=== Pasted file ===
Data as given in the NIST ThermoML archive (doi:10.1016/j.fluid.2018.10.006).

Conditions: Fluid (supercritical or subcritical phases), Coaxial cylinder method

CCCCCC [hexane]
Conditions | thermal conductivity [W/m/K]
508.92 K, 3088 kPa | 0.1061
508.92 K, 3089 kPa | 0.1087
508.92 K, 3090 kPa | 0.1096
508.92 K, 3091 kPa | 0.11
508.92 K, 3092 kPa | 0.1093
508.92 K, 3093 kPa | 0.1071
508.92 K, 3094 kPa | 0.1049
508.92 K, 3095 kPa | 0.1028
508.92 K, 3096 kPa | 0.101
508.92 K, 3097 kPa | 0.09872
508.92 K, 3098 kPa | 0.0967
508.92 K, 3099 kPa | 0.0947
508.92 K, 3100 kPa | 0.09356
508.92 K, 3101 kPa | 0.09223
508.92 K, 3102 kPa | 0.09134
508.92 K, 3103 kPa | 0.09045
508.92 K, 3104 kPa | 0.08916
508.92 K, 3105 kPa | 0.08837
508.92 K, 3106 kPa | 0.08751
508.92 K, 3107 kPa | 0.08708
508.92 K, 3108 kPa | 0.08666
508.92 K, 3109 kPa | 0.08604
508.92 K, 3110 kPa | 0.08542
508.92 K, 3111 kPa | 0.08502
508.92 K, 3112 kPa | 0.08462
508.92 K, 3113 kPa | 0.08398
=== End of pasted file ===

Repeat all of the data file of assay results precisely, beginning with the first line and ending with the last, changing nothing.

Data as given in the NIST ThermoML archive (doi:10.1016/j.fluid.2018.10.006).

Conditions: Fluid (supercritical or subcritical phases), Coaxial cylinder method

CCCCCC [hexane]
Conditions | thermal conductivity [W/m/K]
508.92 K, 3088 kPa | 0.1061
508.92 K, 3089 kPa | 0.1087
508.92 K, 3090 kPa | 0.1096
508.92 K, 3091 kPa | 0.11
508.92 K, 3092 kPa | 0.1093
508.92 K, 3093 kPa | 0.1071
508.92 K, 3094 kPa | 0.1049
508.92 K, 3095 kPa | 0.1028
508.92 K, 3096 kPa | 0.101
508.92 K, 3097 kPa | 0.09872
508.92 K, 3098 kPa | 0.0967
508.92 K, 3099 kPa | 0.0947
508.92 K, 3100 kPa | 0.09356
508.92 K, 3101 kPa | 0.09223
508.92 K, 3102 kPa | 0.09134
508.92 K, 3103 kPa | 0.09045
508.92 K, 3104 kPa | 0.08916
508.92 K, 3105 kPa | 0.08837
508.92 K, 3106 kPa | 0.08751
508.92 K, 3107 kPa | 0.08708
508.92 K, 3108 kPa | 0.08666
508.92 K, 3109 kPa | 0.08604
508.92 K, 3110 kPa | 0.08542
508.92 K, 3111 kPa | 0.08502
508.92 K, 3112 kPa | 0.08462
508.92 K, 3113 kPa | 0.08398